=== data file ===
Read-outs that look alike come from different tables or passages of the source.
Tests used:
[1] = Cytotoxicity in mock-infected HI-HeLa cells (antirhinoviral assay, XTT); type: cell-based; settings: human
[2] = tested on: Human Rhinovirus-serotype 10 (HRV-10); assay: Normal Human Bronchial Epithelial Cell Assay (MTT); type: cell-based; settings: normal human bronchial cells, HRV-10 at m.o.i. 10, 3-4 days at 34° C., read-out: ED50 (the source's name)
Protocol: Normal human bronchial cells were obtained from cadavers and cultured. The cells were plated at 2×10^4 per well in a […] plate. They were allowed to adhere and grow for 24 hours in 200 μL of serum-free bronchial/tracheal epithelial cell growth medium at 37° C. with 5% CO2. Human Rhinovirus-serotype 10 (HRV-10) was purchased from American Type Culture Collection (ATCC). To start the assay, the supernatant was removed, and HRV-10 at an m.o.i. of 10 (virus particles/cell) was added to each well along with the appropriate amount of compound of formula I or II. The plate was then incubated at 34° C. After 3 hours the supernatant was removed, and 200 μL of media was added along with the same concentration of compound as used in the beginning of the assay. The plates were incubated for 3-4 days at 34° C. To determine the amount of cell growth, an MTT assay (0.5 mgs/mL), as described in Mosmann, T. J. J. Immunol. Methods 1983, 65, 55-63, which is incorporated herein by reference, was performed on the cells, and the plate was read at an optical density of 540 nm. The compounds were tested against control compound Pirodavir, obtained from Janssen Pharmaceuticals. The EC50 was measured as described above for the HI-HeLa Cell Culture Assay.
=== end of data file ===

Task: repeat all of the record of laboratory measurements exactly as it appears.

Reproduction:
Read-outs that look alike come from different tables or passages of the source.
Tests used:
[1] = Cytotoxicity in mock-infected HI-HeLa cells (antirhinoviral assay, XTT); type: cell-based; settings: human
[2] = tested on: Human Rhinovirus-serotype 10 (HRV-10); assay: Normal Human Bronchial Epithelial Cell Assay (MTT); type: cell-based; settings: normal human bronchial cells, HRV-10 at m.o.i. 10, 3-4 days at 34° C., read-out: ED50 (the source's name)
Protocol: Normal human bronchial cells were obtained from cadavers and cultured. The cells were plated at 2×10^4 per well in a […] plate. They were allowed to adhere and grow for 24 hours in 200 μL of serum-free bronchial/tracheal epithelial cell growth medium at 37° C. with 5% CO2. Human Rhinovirus-serotype 10 (HRV-10) was purchased from American Type Culture Collection (ATCC). To start the assay, the supernatant was removed, and HRV-10 at an m.o.i. of 10 (virus particles/cell) was added to each well along with the appropriate amount of compound of formula I or II. The plate was then incubated at 34° C. After 3 hours the supernatant was removed, and 200 μL of media was added along with the same concentration of compound as used in the beginning of the assay. The plates were incubated for 3-4 days at 34° C. To determine the amount of cell growth, an MTT assay (0.5 mgs/mL), as described in Mosmann, T. J. J. Immunol. Methods 1983, 65, 55-63, which is incorporated herein by reference, was performed on the cells, and the plate was read at an optical density of 540 nm. The compounds were tested against control compound Pirodavir, obtained from Janssen Pharmaceuticals. The EC50 was measured as described above for the HI-HeLa Cell Culture Assay.